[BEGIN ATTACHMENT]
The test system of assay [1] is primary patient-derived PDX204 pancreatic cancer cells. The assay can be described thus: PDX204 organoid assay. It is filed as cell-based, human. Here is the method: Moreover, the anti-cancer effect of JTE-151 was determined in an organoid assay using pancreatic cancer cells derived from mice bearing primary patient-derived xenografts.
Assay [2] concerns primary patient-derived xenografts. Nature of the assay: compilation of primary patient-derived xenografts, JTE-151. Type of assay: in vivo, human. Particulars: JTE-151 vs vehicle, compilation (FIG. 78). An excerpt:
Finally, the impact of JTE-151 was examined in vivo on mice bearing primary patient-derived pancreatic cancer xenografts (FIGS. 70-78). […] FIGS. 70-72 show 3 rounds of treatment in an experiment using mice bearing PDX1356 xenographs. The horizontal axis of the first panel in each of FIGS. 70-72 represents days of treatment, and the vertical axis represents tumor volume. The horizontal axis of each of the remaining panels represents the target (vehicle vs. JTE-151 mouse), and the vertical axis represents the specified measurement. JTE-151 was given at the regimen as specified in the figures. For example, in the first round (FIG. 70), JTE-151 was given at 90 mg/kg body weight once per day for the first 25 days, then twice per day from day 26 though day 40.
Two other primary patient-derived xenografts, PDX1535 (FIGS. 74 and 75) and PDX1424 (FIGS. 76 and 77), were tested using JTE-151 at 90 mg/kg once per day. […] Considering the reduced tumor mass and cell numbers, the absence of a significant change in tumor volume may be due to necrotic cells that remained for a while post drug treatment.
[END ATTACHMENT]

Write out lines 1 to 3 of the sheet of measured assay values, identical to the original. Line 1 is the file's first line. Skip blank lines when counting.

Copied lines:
The test system of assay [1] is primary patient-derived PDX204 pancreatic cancer cells. The assay can be described thus: PDX204 organoid assay. It is filed as cell-based, human. Here is the method: Moreover, the anti-cancer effect of JTE-151 was determined in an organoid assay using pancreatic cancer cells derived from mice bearing primary patient-derived xenografts.
Assay [2] concerns primary patient-derived xenografts. Nature of the assay: compilation of primary patient-derived xenografts, JTE-151. Type of assay: in vivo, human. Particulars: JTE-151 vs vehicle, compilation (FIG. 78). An excerpt:
Finally, the impact of JTE-151 was examined in vivo on mice bearing primary patient-derived pancreatic cancer xenografts (FIGS. 70-78). […] FIGS. 70-72 show 3 rounds of treatment in an experiment using mice bearing PDX1356 xenographs. The horizontal axis of the first panel in each of FIGS. 70-72 represents days of treatment, and the vertical axis represents tumor volume. The horizontal axis of each of the remaining panels represents the target (vehicle vs. JTE-151 mouse), and the vertical axis represents the specified measurement. JTE-151 was given at the regimen as specified in the figures. For example, in the first round (FIG. 70), JTE-151 was given at 90 mg/kg body weight once per day for the first 25 days, then twice per day from day 26 though day 40.